Know About Brexit
The IMF Chief Christine Lagarde has warned that the British exit from the European Union (EU) or Brexit will ruin the country’s economy. She said this at the World Government Summit in Dubai on 10th February, 2019.
What is Brexit?
- Brexit = Britain + Exit
- It is the idea of Britain leaving EU or the European Union
- UK had voted for Brexit in a referendum in June 2016
- UK and EU are not able to reach an agreement in which they can split amicably.
What is the Difference Between England, Great Britain and the United Kingdom?
- The United Kingdom has 4 countries – England, Scotland, Wales and Northern Ireland.
- Great Britain is the island that has England, Scotland and Wales.
- England is the most populous part of UK and has the capital London.
What is the EU?
- The European Union is a bloc of 28 European countries
- Its headquarters is in Brussels, Belgium
- The inception of EU starts in the 2nd World War, when the European countries understood that they need to stay united to help their economies and thus the EU bloc was started.
- The bloc has developed an internal single market through a standardised system of laws that has free movement of people, goods, services and capital within the internal market
- It was under the Maastricht Treaty on 1 November 1993 that the European Communities became the European Union. This evoluved the organisation from an economic union into a political union.
- A monetary union was created in 1999, that came into force in 2002, wherein 19 of the 28 members started using the euro currency.
- Since 1994, many anti-EU political parties emerged in the UK including the Referendum Party, the UK Independence Party (UKIP)
- The European Parliament is an Parliament for the EU and has 751 members directly elected by EU citizens aged 18 or older. The UK has 78 seats in the European Parliament. The UKIP won the first place in the 2014 European Elections from UK. This was stated as the biggest reason for Brexit.
- There was widespread discontent on the matters of number of refugees to be accepted by EU countries, debates on economic matters, no consensus on whether or how to bail-out economically weaker countries.
- All these led to widespread discontent and in 2016 the then UK Prime Minister David Cameron announced a referendum date of 23 June 2016
- 89% voted for leaving EU, while 48.11% voted for staying.
- England and Wales voted for Brexit. Scotland and Northern Ireland had voted for staying in the EU.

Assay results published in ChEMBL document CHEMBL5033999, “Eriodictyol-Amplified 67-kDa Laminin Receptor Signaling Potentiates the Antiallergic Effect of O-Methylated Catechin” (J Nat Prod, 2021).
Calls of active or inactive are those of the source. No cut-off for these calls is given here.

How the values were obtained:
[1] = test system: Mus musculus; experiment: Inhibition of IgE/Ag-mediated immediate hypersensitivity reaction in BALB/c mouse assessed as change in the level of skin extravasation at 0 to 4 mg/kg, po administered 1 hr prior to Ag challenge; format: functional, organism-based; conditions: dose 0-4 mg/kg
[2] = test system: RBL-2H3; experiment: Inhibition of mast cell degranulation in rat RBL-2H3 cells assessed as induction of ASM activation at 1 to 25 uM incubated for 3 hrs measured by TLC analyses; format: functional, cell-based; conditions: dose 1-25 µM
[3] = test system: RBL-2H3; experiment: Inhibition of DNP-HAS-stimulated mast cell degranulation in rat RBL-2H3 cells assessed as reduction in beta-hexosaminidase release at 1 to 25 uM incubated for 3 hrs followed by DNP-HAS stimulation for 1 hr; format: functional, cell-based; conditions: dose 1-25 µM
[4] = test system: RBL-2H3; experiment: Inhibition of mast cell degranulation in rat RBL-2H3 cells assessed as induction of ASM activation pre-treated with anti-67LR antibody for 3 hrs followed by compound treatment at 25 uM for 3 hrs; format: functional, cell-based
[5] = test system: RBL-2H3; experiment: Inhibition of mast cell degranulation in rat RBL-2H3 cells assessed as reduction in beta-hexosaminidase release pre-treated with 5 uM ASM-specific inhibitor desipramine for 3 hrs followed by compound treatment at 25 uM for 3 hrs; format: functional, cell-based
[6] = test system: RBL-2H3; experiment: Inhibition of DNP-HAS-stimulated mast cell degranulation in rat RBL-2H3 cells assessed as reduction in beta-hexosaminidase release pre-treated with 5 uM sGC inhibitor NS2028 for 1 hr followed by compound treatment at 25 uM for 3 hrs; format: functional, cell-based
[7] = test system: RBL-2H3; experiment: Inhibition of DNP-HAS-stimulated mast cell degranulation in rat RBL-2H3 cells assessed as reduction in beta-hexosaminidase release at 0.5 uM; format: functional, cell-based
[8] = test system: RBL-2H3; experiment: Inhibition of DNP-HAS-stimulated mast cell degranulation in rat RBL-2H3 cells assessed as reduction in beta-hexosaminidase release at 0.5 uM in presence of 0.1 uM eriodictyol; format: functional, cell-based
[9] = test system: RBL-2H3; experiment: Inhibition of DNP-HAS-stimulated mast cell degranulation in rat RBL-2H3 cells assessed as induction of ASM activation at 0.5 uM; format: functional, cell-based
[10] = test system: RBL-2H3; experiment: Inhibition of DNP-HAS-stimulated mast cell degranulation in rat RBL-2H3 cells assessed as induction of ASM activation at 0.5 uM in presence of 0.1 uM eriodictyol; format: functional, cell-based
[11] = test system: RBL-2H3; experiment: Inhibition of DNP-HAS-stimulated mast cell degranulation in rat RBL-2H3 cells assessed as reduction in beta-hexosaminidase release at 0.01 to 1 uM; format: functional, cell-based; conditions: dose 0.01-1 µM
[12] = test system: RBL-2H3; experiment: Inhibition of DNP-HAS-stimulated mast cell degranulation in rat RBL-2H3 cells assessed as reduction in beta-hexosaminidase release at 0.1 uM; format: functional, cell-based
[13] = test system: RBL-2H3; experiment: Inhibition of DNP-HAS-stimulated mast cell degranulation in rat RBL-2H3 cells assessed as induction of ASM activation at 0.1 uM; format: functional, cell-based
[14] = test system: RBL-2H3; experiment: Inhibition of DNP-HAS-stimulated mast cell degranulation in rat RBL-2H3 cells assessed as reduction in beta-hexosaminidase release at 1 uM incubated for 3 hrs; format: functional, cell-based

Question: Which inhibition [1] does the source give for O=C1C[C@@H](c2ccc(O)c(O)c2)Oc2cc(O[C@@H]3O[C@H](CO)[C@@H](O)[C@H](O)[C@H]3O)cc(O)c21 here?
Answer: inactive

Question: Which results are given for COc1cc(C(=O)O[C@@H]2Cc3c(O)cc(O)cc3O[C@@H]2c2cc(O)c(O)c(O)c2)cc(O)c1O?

- Consequently Cameron resigned resigned on 23 July 2016, and Theresa May took over as the Prime Minister of UK.
- No country has left the EU, but Greenland, which is part of Denmark, left in 1985
What is the Article 50 of the Lisbon Treaty?
- The Treaty of Lisbon was signed in 2007 and came into force in 2009. It amends the Maastricht Treaty and the Treaty of Rome.
- Article 50 of the Treaty gives an EU member state right to quit the bloc unilaterally and outlines the procedure for doing so. It gives the leaving country two years to negotiate an exit deal.
- Under it the UK decided to quit the EU on Friday, March 29, 2019. However, the UK would remain in EU’s single market and be subject to EU laws and regulations until the end of 2020.
- The agreement guaranteed protections for over 3 million EU citizens who live in the UK, and also over 1 million UK nationals who live in EU countries to continue with their current status.
What is the Problem Now?
- There is an open border between the Northern Ireland and the Republic of Ireland, which is in the EU. There is easy trade and movement of people.
- After Brexit, Northern Ireland won’t be in EU. This would require a “hard-border” between the two nations, with checkpoints, border crossings and other infrastructure, thus, slowing trade and economic activity.
- Irish politicians fear the return of the Troubles (An ethno-nationalist conflict in Northern Ireland from 1960s-1998, that engulfed Ireland, England. It ended with the Good Friday Agreement in 1998) with the establishment of hard-border. Pro-Brexiters are okay with that.
- Draft agreement maintains status quo on the Irish Borders, while going ahead with the Brexit. This was Theresa May’s Plan.
- However, the UK Parliament voted a huge rejection to May’s Plans on January 15, 2019. More than a 100 naysayers were from her own Conservative Party.
- Jeremy Corbyn, the leader of the Opposition Labour Party triggered a no-confidence motion, which was narrowly survived by May.
Will Brexit Happen?
May is trying to salvage a deal and come up with a Plan, however, there is little chance that that would be passed before the Brexit date of March 29. If no deal is made Britain would leave in a “no deal” scenario, which would be devastating for business. However, Parliament may force May to extend the Article 50 and the March 29 date would become irrelevant. Britain also has the option to revoke Article 50, but that would leave millions of Pro-Brexiters disappointed.
Almost half of UK’s exports go to EU and over half of UK’s imports come from EU. Brexit would cause a huge downturn for trade. For non-European nations, any imbalance in trade will hurt their markets. So Brexit will leave some huge problems for the world economy. There would also be political problems as we see England and Wales had voted for quitting EU while Scotland and Northern Ireland had voted for staying in EU. Coupled with the ongoing “Irish hard-borders” issue, there can be dangerous consequences to Brexit.
Topics: Aftermath of the 2016 United Kingdom European Union membership referendum , Brexit , Brexit negotiations , European Union , European Union (Notification of Withdrawal) Act , European Union (Withdrawal) Act , Euroscepticism , United Kingdom invocation of Article 50 of the Treaty on European Union , Withdrawal from the European Union